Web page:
top of page
Week 4.jpeg


It is often said that spiritual teachings in all traditions urge us to develop an indifferent attitude to happiness or unhappiness. This reflects the teaching of Jesus that the sun of divine benevolence shines equally on good and bad alike. Does this mean we should aim to have no preference? Or, more realistically, that we should accept the rough and the smooth and take the rough graciously without complaint. Buddhist teachings emphasise the danger of clinging to any one side of experience because we then bounce between aversion and possessiveness. Yet Buddhists are not indifferent either. They believe in reducing suffering and in a state beyond it which we should aspire to. Similarly, the Gospel teaches us to ‘consider that the sufferings of the present time are not worth comparing with the glory to be revealed in us’ (Rom 8:18).
The problem in assuming that we should be equally happy with suffering or joy is that it is unrealistic. It is not true to human nature or to the meaning of suffering. It is not detachment, more like estrangement. The true wisdom of the spiritual traditions is to avoid what suffering we can avoid and graciously accept what we cannot with the confidence that suffering is not meaningless. Thus we are brought closer to the source of joy within ourselves that is reflected in all natural cycles.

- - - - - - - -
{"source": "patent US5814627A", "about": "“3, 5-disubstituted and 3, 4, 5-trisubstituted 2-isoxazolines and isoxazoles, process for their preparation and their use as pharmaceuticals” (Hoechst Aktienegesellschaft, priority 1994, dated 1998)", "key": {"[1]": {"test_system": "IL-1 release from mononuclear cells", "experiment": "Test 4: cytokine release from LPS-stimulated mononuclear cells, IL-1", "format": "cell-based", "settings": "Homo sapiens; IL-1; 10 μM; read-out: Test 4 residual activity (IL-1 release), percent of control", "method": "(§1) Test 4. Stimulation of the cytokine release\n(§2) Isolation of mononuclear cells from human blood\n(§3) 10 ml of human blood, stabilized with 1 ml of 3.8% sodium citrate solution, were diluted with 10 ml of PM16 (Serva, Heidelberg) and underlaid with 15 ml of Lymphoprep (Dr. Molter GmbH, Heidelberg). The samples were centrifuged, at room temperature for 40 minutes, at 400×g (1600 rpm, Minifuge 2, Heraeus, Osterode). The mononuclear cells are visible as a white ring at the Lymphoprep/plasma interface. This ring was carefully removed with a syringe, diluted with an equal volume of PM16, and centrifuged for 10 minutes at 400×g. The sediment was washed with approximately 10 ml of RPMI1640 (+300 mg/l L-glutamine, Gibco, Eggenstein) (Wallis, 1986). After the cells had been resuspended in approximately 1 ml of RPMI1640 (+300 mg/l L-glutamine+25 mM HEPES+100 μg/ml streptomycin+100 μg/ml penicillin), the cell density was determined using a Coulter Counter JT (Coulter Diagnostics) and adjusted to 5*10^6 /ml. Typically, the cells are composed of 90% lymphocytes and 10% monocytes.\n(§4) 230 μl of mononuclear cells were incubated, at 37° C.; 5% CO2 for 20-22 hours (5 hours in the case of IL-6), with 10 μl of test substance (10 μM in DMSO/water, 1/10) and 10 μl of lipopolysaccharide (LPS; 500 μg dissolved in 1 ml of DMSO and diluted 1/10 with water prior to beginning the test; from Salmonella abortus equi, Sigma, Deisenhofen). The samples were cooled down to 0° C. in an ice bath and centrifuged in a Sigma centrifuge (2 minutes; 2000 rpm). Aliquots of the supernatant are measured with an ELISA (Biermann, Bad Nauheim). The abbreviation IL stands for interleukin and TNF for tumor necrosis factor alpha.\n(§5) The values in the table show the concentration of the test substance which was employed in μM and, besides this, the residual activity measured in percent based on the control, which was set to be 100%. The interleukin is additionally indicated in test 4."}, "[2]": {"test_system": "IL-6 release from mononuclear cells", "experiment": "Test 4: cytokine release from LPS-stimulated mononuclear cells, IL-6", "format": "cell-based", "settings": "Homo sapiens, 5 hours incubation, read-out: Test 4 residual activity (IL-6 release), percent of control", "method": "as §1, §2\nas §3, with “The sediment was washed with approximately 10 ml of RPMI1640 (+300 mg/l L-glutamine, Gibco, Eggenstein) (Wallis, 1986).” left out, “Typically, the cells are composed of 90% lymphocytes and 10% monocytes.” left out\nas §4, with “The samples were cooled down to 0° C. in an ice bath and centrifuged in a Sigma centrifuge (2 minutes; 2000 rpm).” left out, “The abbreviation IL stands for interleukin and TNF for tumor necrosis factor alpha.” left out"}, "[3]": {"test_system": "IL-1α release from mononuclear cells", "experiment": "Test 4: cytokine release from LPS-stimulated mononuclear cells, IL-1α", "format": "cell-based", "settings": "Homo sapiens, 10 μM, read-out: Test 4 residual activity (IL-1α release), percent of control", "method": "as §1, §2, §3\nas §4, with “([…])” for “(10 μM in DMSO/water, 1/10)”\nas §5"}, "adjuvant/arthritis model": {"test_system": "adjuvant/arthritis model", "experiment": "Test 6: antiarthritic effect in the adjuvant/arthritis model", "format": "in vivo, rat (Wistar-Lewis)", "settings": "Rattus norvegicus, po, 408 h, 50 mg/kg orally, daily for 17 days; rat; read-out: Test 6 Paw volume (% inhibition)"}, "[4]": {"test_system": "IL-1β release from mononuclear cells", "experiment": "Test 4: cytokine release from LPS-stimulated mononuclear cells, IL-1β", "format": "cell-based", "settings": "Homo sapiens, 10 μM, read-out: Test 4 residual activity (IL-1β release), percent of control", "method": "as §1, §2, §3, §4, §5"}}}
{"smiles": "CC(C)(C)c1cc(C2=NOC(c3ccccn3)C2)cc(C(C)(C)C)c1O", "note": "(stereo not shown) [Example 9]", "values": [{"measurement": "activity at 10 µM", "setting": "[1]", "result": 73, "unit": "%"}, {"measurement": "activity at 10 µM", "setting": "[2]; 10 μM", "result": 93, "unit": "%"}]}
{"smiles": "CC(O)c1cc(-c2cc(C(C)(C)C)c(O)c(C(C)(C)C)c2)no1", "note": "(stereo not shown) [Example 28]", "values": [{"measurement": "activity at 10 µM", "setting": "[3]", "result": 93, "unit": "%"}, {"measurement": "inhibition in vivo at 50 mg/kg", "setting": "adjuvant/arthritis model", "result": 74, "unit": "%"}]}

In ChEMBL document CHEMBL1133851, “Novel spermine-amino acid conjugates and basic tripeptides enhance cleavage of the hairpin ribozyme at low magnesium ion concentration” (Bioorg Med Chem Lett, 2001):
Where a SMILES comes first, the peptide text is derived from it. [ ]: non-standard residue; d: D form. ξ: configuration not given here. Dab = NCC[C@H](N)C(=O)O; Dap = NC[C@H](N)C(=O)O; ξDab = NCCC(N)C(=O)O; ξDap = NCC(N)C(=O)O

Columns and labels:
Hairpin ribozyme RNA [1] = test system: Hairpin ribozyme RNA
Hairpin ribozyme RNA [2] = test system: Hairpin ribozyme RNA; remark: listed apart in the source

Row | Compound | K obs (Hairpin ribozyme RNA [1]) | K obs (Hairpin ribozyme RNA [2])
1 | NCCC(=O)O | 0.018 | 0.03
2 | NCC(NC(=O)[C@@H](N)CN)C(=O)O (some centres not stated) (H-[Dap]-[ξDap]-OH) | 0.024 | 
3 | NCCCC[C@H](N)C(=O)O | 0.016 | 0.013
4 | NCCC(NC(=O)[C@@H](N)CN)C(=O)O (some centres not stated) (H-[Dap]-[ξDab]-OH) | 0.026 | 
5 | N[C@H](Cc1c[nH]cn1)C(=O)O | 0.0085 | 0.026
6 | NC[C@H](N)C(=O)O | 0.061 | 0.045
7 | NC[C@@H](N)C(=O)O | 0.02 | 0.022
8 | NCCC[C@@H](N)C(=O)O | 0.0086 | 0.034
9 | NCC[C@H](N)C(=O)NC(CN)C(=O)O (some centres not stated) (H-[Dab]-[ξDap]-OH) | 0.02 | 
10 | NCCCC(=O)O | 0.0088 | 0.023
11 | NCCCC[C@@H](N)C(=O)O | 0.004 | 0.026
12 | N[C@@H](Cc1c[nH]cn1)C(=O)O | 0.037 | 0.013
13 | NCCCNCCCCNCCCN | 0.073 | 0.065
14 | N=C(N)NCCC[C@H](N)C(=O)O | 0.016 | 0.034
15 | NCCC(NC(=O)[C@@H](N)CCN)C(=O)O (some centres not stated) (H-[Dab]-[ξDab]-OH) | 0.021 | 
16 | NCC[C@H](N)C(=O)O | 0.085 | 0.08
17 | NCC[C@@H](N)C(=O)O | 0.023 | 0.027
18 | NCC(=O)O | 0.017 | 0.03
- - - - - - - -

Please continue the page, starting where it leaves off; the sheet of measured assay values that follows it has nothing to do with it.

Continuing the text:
One test of this is the arrival of the entrancing season of Spring in the Northern hemisphere. I can see it happening today as I look out of the window as I write this at Bonnevaux. Senses awake, forgotten scents, new colours and textures return, joy-filled daffodils and the green wash you can hardly see in the bare trees emerging from their seasonal death. We have had a grey, wet winter with several of the extreme variations that are characteristic effects of climate change everywhere. Nevertheless, thank God and His manifestation in the beauty of the world, that the timed wheel of the seasons is still turning.
Another simple test is our preference for life over death even when, like Jesus in Gethsemane, we accept the painful destiny of death as part of life. The love of life transforms this destiny. Because it is so deeply rooted, it touches in us the core of eternal life free from the cycle of death and rebirth within which we grow but which we also transcend.
Looking down the Bonnevaux valley today, I can authoritatively say that Spring is still spring. Few are they who would say they don’t prefer it to winter. We are time travellers passing through a cycle of spirals, measured by the sun and moon, towards the solitary source where all are at home. Through each revolution and repetition we come deeper into resurrection, the union of opposites where what we once just glimpsed is proved real.
Those who realise Brahman live in joy
And go beyond death. Indeed
They go beyond death.
OM shanti shanti shanti
(Aitareya Upanishad)

Laurence Freeman
Lenten Reflections 2024
bottom of page